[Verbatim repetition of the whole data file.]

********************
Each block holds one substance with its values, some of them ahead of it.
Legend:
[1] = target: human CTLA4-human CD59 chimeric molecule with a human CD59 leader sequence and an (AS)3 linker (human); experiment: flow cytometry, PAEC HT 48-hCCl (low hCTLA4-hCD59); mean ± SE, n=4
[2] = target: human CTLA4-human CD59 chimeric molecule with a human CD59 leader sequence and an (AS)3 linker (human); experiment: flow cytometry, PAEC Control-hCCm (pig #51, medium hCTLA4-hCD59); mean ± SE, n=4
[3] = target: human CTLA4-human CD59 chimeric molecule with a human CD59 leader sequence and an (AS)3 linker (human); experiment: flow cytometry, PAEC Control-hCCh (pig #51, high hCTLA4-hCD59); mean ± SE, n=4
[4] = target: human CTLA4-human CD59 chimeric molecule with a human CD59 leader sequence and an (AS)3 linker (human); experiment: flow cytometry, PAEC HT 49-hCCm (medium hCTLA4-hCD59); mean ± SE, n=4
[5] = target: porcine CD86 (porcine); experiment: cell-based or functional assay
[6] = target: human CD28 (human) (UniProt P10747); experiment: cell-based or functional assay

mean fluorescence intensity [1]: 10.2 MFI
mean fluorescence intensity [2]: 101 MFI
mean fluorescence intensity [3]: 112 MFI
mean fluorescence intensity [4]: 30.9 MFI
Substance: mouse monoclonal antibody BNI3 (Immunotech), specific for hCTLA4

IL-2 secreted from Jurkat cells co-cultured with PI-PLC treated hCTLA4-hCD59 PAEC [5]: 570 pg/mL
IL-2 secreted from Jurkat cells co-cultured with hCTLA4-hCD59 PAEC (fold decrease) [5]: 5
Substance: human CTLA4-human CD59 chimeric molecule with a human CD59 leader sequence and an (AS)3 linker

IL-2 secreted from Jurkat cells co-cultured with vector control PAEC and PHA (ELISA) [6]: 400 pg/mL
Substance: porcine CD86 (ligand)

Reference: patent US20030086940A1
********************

Each block holds one substance with its values, some of them ahead of it.
Legend:
[1] = target: human CTLA4-human CD59 chimeric molecule with a human CD59 leader sequence and an (AS)3 linker (human); experiment: flow cytometry, PAEC HT 48-hCCl (low hCTLA4-hCD59); mean ± SE, n=4
[2] = target: human CTLA4-human CD59 chimeric molecule with a human CD59 leader sequence and an (AS)3 linker (human); experiment: flow cytometry, PAEC Control-hCCm (pig #51, medium hCTLA4-hCD59); mean ± SE, n=4
[3] = target: human CTLA4-human CD59 chimeric molecule with a human CD59 leader sequence and an (AS)3 linker (human); experiment: flow cytometry, PAEC Control-hCCh (pig #51, high hCTLA4-hCD59); mean ± SE, n=4
[4] = target: human CTLA4-human CD59 chimeric molecule with a human CD59 leader sequence and an (AS)3 linker (human); experiment: flow cytometry, PAEC HT 49-hCCm (medium hCTLA4-hCD59); mean ± SE, n=4
[5] = target: porcine CD86 (porcine); experiment: cell-based or functional assay
[6] = target: human CD28 (human) (UniProt P10747); experiment: cell-based or functional assay

mean fluorescence intensity [1]: 10.2 MFI
mean fluorescence intensity [2]: 101 MFI
mean fluorescence intensity [3]: 112 MFI
mean fluorescence intensity [4]: 30.9 MFI
Substance: mouse monoclonal antibody BNI3 (Immunotech), specific for hCTLA4

IL-2 secreted from Jurkat cells co-cultured with PI-PLC treated hCTLA4-hCD59 PAEC [5]: 570 pg/mL
IL-2 secreted from Jurkat cells co-cultured with hCTLA4-hCD59 PAEC (fold decrease) [5]: 5
Substance: human CTLA4-human CD59 chimeric molecule with a human CD59 leader sequence and an (AS)3 linker

IL-2 secreted from Jurkat cells co-cultured with vector control PAEC and PHA (ELISA) [6]: 400 pg/mL
Substance: porcine CD86 (ligand)

Reference: patent US20030086940A1